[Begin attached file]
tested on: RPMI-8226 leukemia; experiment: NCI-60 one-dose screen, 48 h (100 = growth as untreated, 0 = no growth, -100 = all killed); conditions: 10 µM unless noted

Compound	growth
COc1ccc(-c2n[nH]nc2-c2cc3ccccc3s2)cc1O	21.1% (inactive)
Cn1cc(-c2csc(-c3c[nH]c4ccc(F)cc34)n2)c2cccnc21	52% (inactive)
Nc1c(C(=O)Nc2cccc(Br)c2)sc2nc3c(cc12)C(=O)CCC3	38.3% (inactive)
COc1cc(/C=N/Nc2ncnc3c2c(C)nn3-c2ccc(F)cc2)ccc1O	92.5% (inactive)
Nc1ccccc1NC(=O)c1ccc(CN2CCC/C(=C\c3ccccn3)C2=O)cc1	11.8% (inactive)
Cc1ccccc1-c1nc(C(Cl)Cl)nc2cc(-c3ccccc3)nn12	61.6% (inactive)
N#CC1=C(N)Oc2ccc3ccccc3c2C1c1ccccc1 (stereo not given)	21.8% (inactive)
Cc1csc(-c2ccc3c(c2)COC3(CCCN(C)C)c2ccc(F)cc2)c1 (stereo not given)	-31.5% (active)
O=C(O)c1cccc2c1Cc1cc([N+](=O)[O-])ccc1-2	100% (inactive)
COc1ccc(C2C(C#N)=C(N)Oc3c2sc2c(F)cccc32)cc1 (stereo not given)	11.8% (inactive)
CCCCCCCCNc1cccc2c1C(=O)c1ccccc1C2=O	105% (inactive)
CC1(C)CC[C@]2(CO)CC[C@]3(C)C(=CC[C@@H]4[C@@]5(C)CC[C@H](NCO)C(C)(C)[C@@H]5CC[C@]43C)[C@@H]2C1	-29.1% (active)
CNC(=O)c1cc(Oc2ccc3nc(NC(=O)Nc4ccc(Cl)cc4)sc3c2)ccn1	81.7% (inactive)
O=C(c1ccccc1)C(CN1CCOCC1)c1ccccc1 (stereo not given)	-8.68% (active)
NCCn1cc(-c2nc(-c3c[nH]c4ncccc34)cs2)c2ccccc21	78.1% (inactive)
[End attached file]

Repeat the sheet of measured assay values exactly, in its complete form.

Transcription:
tested on: RPMI-8226 leukemia; experiment: NCI-60 one-dose screen, 48 h (100 = growth as untreated, 0 = no growth, -100 = all killed); conditions: 10 µM unless noted

Compound	growth
COc1ccc(-c2n[nH]nc2-c2cc3ccccc3s2)cc1O	21.1% (inactive)
Cn1cc(-c2csc(-c3c[nH]c4ccc(F)cc34)n2)c2cccnc21	52% (inactive)
Nc1c(C(=O)Nc2cccc(Br)c2)sc2nc3c(cc12)C(=O)CCC3	38.3% (inactive)
COc1cc(/C=N/Nc2ncnc3c2c(C)nn3-c2ccc(F)cc2)ccc1O	92.5% (inactive)
Nc1ccccc1NC(=O)c1ccc(CN2CCC/C(=C\c3ccccn3)C2=O)cc1	11.8% (inactive)
Cc1ccccc1-c1nc(C(Cl)Cl)nc2cc(-c3ccccc3)nn12	61.6% (inactive)
N#CC1=C(N)Oc2ccc3ccccc3c2C1c1ccccc1 (stereo not given)	21.8% (inactive)
Cc1csc(-c2ccc3c(c2)COC3(CCCN(C)C)c2ccc(F)cc2)c1 (stereo not given)	-31.5% (active)
O=C(O)c1cccc2c1Cc1cc([N+](=O)[O-])ccc1-2	100% (inactive)
COc1ccc(C2C(C#N)=C(N)Oc3c2sc2c(F)cccc32)cc1 (stereo not given)	11.8% (inactive)
CCCCCCCCNc1cccc2c1C(=O)c1ccccc1C2=O	105% (inactive)
CC1(C)CC[C@]2(CO)CC[C@]3(C)C(=CC[C@@H]4[C@@]5(C)CC[C@H](NCO)C(C)(C)[C@@H]5CC[C@]43C)[C@@H]2C1	-29.1% (active)
CNC(=O)c1cc(Oc2ccc3nc(NC(=O)Nc4ccc(Cl)cc4)sc3c2)ccn1	81.7% (inactive)
O=C(c1ccccc1)C(CN1CCOCC1)c1ccccc1 (stereo not given)	-8.68% (active)
NCCn1cc(-c2nc(-c3c[nH]c4ncccc34)cs2)c2ccccc21	78.1% (inactive)